Business Technology

Wednesday 21 March 2018

Europe reviews Google's latest effort to end competition row

European Competition Commissioner Almunia
European Competition Commissioner Almunia

Stephanie Bodoni and Flavia Rotondi in Cernobbio

Authorities in Brussels are considering proposals tabled by Google aimed at ending a three-year competition probe into the way it operates its internet search services.

A previous proposal from the company was rejected in July.

US-based Google employs more than 2,500 staff at its European headquarters in Dublin.

Authorities in Brussels are investigating whether Google promotes its own specialist search services, such as Google News and Google Finance, copies rivals' travel and restaurant reviews, and has agreements with websites and software developers that stifle competition in the advertising industry.

"We received new proposals from Google in the previous week," EU Competition Commissioner Joaquin Almunia said in an interview with Bloomberg in Cernobbio, Italy, yesterday.

"If we are satisfied with the new proposals, we can advance toward an agreed solution in the coming months."

In July, regulators rejected an offer from Google to label its branded search services and also to show links to rival specialised search services.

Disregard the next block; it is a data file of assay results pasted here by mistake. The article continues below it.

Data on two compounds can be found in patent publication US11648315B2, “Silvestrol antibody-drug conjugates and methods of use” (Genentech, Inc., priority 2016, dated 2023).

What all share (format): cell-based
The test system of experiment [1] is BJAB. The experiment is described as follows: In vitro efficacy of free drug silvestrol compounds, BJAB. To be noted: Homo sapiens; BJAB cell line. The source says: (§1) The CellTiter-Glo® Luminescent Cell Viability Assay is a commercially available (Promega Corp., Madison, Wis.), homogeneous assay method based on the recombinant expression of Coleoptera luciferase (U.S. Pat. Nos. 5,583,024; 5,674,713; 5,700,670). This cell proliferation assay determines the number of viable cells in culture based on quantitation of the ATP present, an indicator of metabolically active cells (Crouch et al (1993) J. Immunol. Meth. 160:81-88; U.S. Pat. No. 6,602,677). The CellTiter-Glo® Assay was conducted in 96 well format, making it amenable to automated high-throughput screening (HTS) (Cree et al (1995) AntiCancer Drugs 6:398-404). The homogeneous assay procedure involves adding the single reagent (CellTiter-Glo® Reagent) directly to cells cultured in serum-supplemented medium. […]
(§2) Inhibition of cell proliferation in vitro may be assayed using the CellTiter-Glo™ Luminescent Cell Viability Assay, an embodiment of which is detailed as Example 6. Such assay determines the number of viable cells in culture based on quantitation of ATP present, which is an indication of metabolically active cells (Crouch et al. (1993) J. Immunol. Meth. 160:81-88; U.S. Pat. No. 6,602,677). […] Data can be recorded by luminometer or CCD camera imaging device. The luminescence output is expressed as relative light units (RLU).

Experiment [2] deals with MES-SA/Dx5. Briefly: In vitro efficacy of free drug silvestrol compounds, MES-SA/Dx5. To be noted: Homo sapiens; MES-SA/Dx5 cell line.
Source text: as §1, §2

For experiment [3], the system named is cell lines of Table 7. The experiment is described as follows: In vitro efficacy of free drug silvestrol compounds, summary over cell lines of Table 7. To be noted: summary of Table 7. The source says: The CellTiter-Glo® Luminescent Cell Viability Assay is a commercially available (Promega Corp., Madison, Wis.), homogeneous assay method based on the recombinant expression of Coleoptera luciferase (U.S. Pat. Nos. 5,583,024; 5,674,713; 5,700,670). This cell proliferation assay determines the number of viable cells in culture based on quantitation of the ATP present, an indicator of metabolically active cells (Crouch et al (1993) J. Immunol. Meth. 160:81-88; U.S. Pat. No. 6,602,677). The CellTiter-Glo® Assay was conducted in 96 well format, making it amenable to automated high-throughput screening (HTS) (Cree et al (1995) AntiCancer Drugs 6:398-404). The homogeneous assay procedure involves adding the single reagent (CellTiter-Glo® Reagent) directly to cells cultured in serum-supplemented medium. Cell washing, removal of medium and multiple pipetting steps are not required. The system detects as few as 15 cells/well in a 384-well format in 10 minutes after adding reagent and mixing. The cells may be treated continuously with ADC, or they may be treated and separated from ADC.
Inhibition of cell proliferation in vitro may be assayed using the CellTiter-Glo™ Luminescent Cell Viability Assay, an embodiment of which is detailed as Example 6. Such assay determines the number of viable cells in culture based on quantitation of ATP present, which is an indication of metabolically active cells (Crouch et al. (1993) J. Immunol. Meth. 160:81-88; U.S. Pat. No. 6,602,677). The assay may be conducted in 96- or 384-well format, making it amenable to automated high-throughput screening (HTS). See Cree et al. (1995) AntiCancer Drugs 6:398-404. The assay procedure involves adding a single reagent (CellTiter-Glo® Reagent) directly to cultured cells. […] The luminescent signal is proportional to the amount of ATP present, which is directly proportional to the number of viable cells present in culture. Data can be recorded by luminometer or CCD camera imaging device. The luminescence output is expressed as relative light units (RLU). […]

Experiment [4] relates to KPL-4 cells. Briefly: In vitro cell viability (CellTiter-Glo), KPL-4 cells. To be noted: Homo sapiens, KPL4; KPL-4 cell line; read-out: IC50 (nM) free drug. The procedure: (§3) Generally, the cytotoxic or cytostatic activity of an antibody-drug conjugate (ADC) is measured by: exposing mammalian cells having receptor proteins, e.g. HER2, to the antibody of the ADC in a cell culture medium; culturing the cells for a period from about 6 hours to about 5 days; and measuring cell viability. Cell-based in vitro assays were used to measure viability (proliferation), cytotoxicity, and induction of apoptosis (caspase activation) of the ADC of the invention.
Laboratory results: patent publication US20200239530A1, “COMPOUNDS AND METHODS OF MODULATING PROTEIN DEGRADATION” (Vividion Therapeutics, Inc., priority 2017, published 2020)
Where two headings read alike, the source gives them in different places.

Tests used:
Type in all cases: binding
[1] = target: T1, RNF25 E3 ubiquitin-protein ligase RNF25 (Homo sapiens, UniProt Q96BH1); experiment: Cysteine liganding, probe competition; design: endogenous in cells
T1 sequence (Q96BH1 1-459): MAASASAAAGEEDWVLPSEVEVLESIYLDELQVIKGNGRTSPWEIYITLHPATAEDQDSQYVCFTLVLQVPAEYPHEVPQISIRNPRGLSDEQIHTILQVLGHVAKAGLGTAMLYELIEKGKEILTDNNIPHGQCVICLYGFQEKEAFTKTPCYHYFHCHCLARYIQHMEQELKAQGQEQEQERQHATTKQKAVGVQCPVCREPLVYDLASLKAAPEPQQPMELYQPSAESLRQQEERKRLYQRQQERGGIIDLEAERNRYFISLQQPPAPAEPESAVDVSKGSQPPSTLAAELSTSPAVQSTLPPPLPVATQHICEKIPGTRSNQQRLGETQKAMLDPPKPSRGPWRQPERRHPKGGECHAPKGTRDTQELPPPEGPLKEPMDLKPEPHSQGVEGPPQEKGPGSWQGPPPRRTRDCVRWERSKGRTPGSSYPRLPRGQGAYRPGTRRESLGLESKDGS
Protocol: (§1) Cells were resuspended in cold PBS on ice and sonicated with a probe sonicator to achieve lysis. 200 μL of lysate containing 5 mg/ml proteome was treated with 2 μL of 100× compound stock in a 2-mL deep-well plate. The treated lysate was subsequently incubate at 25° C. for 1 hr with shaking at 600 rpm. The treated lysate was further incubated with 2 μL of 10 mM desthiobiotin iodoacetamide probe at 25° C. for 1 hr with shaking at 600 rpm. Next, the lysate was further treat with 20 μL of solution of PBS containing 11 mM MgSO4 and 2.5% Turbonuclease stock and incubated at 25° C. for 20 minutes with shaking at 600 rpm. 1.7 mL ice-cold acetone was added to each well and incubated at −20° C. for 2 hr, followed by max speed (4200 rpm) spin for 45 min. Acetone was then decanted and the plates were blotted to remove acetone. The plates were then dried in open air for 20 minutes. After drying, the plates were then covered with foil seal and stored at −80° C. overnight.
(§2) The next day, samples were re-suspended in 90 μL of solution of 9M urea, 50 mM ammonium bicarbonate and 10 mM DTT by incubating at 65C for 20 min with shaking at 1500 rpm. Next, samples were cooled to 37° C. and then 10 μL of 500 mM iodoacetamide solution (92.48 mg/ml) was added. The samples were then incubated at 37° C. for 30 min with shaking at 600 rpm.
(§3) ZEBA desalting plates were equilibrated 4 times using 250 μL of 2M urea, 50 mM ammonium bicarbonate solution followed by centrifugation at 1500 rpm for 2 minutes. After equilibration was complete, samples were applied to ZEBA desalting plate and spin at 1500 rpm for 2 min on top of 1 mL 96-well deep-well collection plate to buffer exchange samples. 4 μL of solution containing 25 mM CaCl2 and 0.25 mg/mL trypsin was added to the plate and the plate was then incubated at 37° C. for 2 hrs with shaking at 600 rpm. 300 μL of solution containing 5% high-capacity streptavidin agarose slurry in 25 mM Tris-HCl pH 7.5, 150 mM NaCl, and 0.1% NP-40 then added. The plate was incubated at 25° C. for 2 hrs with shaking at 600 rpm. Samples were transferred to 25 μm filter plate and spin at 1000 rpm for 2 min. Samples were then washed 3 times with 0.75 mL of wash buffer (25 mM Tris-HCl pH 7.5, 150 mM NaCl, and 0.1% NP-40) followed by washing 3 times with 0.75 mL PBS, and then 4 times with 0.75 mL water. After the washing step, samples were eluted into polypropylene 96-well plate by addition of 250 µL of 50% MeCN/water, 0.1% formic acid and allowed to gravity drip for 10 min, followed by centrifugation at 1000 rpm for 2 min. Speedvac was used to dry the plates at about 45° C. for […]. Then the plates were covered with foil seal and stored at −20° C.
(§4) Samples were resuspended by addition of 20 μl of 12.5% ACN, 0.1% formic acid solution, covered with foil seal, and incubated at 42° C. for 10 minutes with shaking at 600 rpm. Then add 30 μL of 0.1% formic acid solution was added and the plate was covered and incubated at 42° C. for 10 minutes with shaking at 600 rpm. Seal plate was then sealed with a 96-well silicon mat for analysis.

Rivals including Microsoft have pushed Mr Almunia to seek tougher concessions from the company, which has come to dominate the online search market.

"Once we have completed our analysis, once we will check that these new proposals are able to eliminate our concerns, we will tell Google what to do," Mr Almunia said yesterday.

He also said the European Commission was reviewing proposals from Samsung Electronics Co to resolve another competition case.


"Our proposal to the European Commission addresses their four areas of concern," Al Verney, a Brussels-based spokesman for Google, said yesterday. "We continue to work with the commission to settle this case."

The commission will opt for a formal complaint, or statement of objections, against Google "if we consider that the new proposals are not able to limit our concerns", it said.

Still, that would take "too long", Mr Almunia said.

"It's a very difficult one, we are dealing with new factors, we are dealing with a sector of activity that is moving very, very fast," he said.

Ultimately, if it is not satisfied that a case has been resolved, the commission can impose fines or even order a company to change the way it operates.

Samsung is also in discussions with the EU to settle a separate probe over possible antitrust violations through its hold on essential tech patents to block Apple products.

Mr Almunia said South Korea-based Samsung "submitted proposals, we have discussed the proposals coming from Samsung, and we asked them to improve the proposals".

He said the discussions were "quite advanced" though they "are not yet there". A final agreement depends on "some elements that need to be improved from the Samsung side".

In December 2012, the commission told Samsung it may have violated competition rules by seeking injunctions against Apple products in various European countries based on essential technology patents it owns.

Mr Almunia has sent statements of objections laying out his concerns to Samsung and in a separate probe to Google's Motorola Mobility Holdings unit.

Mr Almunia has said he was targeting the "rules of the game" to prevent companies unfairly leveraging their inventions to thwart rivals. (Bloomberg)

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